Monday, May 9, 2016

What are your association’s tribes?


The other day I heard an interview with Mark Cuban (entrepreneur & owner of the Dallas Mavericks). He was being asked about the 2016 Presidential campaign and specifically about the phenomenon of the Trump and Sanders’ campaigns.

Cuban’s main point: Trump and Sanders are not running traditional political campaigns but rather exemplify the theory of tribes and the building of tribes.

Well, this made me think back to reading Seth Godin’s work and books on tribes. And, that if you could have 1,000 true fans, you could accomplish nearly anything.

I googled Godin and tribes and found this 2009 TED talk about tribes. Well worth watching.

Tuesday, April 26, 2016

What does a design (association) leader do?


Guest Post by Laura Ward, Director, User Experience Design, PayPal

[Editor's Note: Laura Ward is the daughter of my late friend/boyhood neighbor Dan Reuwee.  When I read her leadership post on Facebook, it seemed to offer valuable advice for association and nonprofit leaders.  She gave me permission to post her notes here.]

I recently met a terrific young designer at a networking dinner. She had a straightforward question for me, "How did you become a design director?" I hadn't given it much thought since my route seemed roundabout. Upon consideration, I understood that she would simply like to know how to prepare to become a design leader, on a path to directing a team of her own.

After a short story about my journey, I realized that there was much more practical information to give. What does a design leader do? So, here is a list of the things I think about. I try to keep these questions in mind as I go to meetings, do design critiques, meet with team leads and designers, and plan the future.


What does a design leader think about?

Sunday, March 27, 2016

How will Gig Economy Impact Your Association?

Gig economy (some call it sharing economy) is growing rapidly.

According to a story in The Wall Street Journal, the number of workers in “alternative arrangements” has climbed to 16% of the U.S. workforce (from less than 10% in 2005).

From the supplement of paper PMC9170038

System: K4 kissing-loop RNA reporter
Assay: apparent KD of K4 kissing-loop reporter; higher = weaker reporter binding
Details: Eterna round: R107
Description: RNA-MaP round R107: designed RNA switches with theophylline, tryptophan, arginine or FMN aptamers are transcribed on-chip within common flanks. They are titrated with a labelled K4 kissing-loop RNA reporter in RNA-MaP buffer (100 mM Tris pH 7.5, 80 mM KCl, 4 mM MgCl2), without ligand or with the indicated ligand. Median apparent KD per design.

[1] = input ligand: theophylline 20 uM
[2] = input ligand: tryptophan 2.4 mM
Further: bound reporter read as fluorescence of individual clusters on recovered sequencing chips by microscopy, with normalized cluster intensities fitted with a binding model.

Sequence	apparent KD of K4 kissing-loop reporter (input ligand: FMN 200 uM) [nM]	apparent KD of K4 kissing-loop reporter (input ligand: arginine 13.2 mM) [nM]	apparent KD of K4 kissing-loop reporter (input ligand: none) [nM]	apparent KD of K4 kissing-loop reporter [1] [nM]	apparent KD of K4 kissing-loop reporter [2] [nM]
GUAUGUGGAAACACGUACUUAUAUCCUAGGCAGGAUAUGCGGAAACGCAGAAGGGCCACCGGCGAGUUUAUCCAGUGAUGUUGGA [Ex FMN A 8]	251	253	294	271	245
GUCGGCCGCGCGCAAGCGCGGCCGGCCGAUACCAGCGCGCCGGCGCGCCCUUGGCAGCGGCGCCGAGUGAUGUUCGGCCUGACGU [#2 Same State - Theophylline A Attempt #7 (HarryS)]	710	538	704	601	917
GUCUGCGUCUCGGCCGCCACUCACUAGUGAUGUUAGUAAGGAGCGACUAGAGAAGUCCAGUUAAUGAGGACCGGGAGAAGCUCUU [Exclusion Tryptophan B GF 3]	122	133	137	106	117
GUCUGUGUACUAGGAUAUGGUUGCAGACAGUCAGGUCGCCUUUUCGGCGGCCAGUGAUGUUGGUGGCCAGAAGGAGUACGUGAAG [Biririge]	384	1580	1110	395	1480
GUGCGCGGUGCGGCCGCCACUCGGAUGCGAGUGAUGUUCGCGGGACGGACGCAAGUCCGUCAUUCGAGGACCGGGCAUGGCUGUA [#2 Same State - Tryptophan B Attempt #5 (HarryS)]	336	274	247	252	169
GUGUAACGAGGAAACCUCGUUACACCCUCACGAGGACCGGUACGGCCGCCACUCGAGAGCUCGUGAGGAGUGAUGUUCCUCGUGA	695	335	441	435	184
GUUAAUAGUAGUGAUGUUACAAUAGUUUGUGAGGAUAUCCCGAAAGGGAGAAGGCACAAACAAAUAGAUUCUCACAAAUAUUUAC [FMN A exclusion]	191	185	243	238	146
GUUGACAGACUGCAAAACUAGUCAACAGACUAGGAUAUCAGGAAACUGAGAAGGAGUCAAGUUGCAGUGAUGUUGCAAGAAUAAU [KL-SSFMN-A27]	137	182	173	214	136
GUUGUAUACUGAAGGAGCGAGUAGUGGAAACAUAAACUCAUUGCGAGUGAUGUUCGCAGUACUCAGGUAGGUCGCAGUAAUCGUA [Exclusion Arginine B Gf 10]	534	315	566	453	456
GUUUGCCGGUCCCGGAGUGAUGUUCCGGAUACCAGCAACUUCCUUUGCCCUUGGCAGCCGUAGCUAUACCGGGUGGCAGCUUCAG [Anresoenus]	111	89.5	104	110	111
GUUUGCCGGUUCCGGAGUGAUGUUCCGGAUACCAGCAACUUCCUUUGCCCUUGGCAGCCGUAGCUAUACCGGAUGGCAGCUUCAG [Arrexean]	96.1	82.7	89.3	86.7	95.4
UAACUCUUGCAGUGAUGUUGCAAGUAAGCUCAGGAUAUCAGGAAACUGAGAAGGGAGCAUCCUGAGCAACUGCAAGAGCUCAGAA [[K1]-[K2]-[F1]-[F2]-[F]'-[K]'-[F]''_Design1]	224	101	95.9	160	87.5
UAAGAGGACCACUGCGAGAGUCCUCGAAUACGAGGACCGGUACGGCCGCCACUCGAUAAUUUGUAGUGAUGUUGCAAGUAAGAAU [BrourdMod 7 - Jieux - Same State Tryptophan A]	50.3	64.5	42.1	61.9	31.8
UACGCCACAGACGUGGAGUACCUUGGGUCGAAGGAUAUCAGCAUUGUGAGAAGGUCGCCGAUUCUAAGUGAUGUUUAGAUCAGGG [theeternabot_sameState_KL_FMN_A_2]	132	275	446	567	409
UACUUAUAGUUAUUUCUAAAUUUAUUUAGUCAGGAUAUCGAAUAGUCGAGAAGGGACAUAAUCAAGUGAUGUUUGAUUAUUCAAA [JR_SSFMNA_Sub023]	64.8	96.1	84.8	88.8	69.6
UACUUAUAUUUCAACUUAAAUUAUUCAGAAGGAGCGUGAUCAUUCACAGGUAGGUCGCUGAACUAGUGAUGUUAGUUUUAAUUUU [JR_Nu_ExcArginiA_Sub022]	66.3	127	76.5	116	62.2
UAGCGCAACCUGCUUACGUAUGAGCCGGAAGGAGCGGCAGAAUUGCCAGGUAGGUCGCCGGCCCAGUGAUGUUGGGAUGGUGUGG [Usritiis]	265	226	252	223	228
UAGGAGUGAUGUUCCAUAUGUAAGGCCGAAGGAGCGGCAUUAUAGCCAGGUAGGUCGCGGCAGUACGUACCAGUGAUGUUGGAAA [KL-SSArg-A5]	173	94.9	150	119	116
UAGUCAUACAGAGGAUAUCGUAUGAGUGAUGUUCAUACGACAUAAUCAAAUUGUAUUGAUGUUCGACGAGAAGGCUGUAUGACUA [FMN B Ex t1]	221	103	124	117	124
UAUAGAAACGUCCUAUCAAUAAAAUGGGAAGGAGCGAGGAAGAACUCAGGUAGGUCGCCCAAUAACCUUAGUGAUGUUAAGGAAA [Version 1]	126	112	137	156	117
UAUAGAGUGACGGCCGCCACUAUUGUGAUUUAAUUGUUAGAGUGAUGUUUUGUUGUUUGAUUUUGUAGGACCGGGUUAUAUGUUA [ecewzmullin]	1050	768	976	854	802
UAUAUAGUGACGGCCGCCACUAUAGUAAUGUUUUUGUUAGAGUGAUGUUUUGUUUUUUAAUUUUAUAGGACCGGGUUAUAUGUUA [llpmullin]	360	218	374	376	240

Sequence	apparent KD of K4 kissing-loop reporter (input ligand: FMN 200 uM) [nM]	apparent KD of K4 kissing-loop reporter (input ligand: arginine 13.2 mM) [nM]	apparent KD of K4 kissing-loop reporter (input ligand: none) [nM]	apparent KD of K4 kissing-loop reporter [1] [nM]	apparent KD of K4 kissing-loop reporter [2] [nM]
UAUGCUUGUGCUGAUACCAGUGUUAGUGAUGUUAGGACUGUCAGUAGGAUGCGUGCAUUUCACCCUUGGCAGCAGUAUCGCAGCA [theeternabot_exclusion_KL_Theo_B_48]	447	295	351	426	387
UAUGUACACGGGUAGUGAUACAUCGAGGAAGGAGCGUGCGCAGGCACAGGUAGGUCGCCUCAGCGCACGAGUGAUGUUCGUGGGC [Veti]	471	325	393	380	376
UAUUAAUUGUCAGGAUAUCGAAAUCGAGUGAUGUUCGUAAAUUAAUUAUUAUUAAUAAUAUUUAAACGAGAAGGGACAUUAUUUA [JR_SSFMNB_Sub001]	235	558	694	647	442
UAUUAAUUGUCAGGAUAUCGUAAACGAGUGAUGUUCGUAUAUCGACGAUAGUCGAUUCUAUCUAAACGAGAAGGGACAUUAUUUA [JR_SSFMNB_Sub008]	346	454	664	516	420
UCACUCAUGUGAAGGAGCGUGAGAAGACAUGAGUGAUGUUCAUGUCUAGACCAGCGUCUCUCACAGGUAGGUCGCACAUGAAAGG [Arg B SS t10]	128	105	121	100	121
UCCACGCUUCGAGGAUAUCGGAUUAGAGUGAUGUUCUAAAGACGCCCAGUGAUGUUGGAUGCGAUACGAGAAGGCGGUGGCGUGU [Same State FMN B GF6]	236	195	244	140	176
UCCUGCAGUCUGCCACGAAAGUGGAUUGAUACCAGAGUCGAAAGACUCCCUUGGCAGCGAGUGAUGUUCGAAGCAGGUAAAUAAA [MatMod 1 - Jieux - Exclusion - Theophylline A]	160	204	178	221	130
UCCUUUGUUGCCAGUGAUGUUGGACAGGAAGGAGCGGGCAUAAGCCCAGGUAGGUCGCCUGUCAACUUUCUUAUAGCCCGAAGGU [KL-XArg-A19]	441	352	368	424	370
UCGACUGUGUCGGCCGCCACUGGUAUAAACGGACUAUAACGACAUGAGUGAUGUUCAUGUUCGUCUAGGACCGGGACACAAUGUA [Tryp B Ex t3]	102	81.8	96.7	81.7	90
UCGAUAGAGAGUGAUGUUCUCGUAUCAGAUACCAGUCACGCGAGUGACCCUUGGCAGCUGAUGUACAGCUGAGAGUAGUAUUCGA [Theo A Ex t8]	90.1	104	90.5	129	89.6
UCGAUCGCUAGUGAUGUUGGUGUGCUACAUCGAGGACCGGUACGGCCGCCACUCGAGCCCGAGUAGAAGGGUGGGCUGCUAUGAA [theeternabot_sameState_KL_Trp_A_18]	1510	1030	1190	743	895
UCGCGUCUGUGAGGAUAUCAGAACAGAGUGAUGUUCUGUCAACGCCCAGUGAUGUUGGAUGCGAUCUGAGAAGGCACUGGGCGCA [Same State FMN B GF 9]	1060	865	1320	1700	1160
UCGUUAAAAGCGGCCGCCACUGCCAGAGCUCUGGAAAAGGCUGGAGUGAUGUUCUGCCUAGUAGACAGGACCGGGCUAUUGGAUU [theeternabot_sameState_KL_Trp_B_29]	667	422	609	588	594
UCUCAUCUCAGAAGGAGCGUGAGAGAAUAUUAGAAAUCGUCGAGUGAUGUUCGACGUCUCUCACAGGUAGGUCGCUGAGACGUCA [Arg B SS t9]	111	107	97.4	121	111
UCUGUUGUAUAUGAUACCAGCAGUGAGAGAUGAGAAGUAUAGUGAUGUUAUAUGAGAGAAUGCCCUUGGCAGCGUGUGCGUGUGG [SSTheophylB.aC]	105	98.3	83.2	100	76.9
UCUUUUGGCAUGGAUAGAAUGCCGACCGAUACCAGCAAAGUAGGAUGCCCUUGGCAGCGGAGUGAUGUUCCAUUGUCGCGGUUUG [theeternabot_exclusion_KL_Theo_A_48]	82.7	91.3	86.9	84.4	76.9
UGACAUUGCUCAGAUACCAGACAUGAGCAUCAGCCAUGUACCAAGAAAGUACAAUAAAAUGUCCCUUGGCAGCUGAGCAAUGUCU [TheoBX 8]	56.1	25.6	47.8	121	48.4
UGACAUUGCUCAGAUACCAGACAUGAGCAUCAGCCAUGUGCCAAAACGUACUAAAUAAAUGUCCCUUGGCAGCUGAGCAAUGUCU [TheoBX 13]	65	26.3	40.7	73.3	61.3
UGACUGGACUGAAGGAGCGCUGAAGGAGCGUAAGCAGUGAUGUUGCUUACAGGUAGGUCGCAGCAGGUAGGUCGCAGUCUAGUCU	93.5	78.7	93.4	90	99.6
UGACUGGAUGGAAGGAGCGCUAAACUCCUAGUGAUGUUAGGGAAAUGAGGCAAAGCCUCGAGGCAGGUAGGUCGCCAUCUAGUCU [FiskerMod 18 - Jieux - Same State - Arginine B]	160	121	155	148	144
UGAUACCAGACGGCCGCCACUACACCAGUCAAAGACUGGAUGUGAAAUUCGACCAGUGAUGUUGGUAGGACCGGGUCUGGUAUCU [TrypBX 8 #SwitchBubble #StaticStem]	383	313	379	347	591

• WSJ’s reports that the Department of Labor has four categories of “alternative work” ... independent contractors, on-call workers, temporary workers and workers employed via contract firms. 
  • A study by Alan Krueger of Princeton and Lawrence Katz of Harvard shows “gig economy” workers are in manufacturing (11%); health and education (16%); public administration (10%).

A couple of examples from “our world” ...

  • I’ve been consulting with a small, national association. In reviewing its current management structure, I noticed that an outside contract employee consumed 21% of its total staff hours. 
  • Just before selling my AMC, a larger international corporation contracted with me to provide two staff for its business. We were able to (a) increase the salaries of the two staffers and (b) reduce the cost to the company. 

What does the gig economy mean to associations and other nonprofit organizations?


Friday, March 25, 2016

AAEA Search Announced




The American Agricultural Editors’ Association (AAEA) announces the opening of an executive search seeking a new management team to assume management of the association effective August 1, 2016.

AAEA has retained me conduct the search to replace Den Gardner of Gardner & Gardner Communications, who is retiring and has resigned the account on behalf of his firm.

I will assist an AAEA Search Committee in the search and selection process of an individual or company to perform AAEA staffing functions.

The request for proposals (RFP) is available on the ASAE Executive Search tab above Or, interested parties may request the RFP from me at steve@scdgroup.net.

Tuesday, March 22, 2016

Is Wounded Warrior Project an Example of Too Much Money?


The CEO and COO of the Wounded Warrior Project were fired a few weeks ago over spending practices at one of the nation’s largest charitable organizations for veterans.

It appeared to stem negative stories circulated after reports by the New York Times and CBS-TV.  Stories such as these:
The story highlights two issues facing associations and nonprofits:
1) the “too much money” syndrome and
2) the challenge of news media reporting (or mis-reporting) on nonprofit finances